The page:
Global Risk

Perspective on the Debate on the US-India Nuclear Deal.

08.08.06 | 4 min read | Text by Ivan Oelrich

Last week the House of Representatives debated and passed the United States and India Nuclear Cooperation Promotion Act of 2006. I think that most of the debate missed what I consider the most important points.

First of all, I should emphasize that every Congressman, even those most strongly opposed to the deal, introduced their remarks with praise for India. I have not yet come across any American commentator anywhere who does not feel that it is natural and desirable for the United States and India to have closer ties. I think that one of the great tragedies of the Cold War was that the United States and India seemed early on to have got their wires crossed because of misjudgments on both sides. The one issue on which everyone seems to agree is that India and the United States should be friends. Some of the Congressional comments in fact went a bit overboard. Congressman Davis of Illinois said, “India is a flourishing democracy that seeks to develop its nuclear program for purely peaceful reasons,” which is, of course, patently false—the purely peaceful part—but never mind, it fit the tone of the debate.

What India has very successfully done is make the international acceptance of India as a nuclear power a surrogate for our acceptance of India into the first rank of nations. For decades, the one thing that has prevented civilian nuclear cooperation has been India’s nuclear weapons program, in this way, civilian nuclear cooperation has become the tacit acknowledgement of the legitimacy of India’s nuclear weapons. That is the real “deal,” if the US wants better relations with India, it has to accept India as a nuclear power. India is willing to hold out on economic ties that would benefit India at least as much as the US to get that acceptance.

The United States is partially responsible for this automatic association between nuclear power and great nation status. Now, almost two decades after the end of the Cold War, the United States still maintains thousands of nuclear weapons, defines superpower status in part in terms of nuclear weapons, and is evolving a doctrine that sees ever increasing utility and feasibility in nuclear use. We have done much to define the cachet of nuclear weapons. Is it any wonder that other nations follow suit?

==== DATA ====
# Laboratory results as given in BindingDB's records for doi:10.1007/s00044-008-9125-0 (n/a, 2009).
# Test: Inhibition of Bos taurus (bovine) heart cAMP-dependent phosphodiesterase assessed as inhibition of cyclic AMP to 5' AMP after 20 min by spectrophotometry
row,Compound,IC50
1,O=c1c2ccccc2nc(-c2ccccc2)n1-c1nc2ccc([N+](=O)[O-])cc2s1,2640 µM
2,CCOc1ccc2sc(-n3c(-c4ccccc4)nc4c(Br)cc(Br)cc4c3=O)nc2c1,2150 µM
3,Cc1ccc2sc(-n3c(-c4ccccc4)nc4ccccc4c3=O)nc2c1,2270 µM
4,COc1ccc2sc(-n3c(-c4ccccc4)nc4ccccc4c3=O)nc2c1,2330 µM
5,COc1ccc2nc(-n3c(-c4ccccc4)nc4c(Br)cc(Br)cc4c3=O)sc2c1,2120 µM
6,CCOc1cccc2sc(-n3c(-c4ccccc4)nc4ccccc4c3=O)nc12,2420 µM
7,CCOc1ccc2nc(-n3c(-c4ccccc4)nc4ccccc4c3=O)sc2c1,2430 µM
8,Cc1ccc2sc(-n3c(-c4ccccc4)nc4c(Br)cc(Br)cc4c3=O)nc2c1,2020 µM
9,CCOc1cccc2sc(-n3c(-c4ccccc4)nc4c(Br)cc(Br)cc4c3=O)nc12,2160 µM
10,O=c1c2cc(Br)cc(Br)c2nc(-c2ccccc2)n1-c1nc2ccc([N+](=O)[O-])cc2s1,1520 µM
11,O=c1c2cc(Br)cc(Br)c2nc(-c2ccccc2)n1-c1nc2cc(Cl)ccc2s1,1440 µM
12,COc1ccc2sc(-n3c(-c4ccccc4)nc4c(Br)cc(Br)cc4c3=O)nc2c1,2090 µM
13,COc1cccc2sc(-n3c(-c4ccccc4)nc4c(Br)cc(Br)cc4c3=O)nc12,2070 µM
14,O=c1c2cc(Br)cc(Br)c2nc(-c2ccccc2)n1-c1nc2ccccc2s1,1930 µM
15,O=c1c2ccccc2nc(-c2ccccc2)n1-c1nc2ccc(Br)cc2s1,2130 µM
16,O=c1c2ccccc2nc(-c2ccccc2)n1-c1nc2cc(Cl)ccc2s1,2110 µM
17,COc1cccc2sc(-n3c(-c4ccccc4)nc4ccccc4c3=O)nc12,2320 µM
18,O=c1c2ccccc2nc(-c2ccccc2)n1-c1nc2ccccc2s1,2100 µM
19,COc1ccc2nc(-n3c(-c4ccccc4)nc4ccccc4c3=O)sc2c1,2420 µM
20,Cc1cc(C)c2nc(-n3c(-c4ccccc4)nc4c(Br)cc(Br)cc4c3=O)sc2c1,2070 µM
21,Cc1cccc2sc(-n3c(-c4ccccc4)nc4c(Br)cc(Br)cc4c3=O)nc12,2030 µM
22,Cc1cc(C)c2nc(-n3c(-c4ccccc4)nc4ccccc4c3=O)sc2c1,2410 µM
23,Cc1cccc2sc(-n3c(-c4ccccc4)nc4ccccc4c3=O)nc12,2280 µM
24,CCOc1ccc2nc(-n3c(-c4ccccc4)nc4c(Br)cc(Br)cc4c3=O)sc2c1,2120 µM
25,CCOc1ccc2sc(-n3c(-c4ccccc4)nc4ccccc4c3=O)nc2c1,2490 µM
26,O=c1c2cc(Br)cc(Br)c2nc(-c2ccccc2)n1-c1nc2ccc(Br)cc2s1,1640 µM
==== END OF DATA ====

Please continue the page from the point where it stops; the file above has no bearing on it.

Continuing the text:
Because of our position on the US-Indian nuclear deal, I have gotten a lot of attention in the Indian press. As a result, I get lots of emails from India!! Emails are, of course, a totally non-scientific sample so take them with a grain of salt but the comments do show a pattern. One theme is, why should India be discriminated against relative to China? Because we are arguing against the US-India nuclear deal we come across as anti-Indian. But that is just because the US-India nuclear deal is what is on the table right now. FAS has consistently argued against proliferation and a reduction in the world’s nuclear weapons, including US nuclear weapons. One comment on the blog asks, “Where were you when Congress approved the US-China nuclear agreement without requiring a fissile cutoff or even IAEA safeguards?” Well, I can answer that, I was working at the Institute for Defense Analyses supporting the START negotiations. Had I been at FAS, I would have been arguing against that agreement. But, even if I had been, that is a long time ago and who would remember now, I would still appear to be singling India out because the legislation being debated in Congress right now singles India out.

Looking just at India relations in isolation, the deal seems imminently reasonable. All the praise heaped on India is well deserved: It is a vibrant democracy and from America’s perspective a responsible world actor. (Although arguments that India is not a proliferator because it does not export nuclear technology are bizarre. The definition of “proliferation” is the spread of nuclear weapons. India has clearly done that.) But we can’t look at this in isolation.

As Congressman Ackerman of New York said, “The truth be told, had India conducted its nuclear tests earlier, it would have been treated the way we treat France and Britain and Russia and China and ourselves.” This seems completely arbitrary and unfair; if the NPT had been proposed a few years later, India would be in “the club.” What seems even more unfair is that if India had been more aggressive about developing nuclear weapons it might have got into the club; it seems that India is being punished for its restraint.

The cutoff recognized in the NPT seems more arbitrary now than it did at the time. We have to remember that the distinction between the nuclear haves and have nots was going to be temporary. The grand idea of the NPT was that non-nuclear states would forego development of nuclear weapons and, in exchange, the nuclear powers would help them with civilian nuclear technology and work seriously toward nuclear disarmament. The distinction between nuclear and non-nuclear powers was supposed to quickly go away because soon no one would have nuclear weapons at all. The main objective of the NPT was to de-legitimize nuclear weapons. India did not sign the NPT, perhaps because it did not believe the promise made by the nuclear powers and, if that was in fact the reason, India was proved right.

While I oppose the US-India deal, it pains me to be seen as anti-Indian. India’s nuclear weapons ambitions are nothing to be proud of, but the United States and Russia have failed in their promise to rid the world of nuclear weapons. That is and will continue to be the greater fault.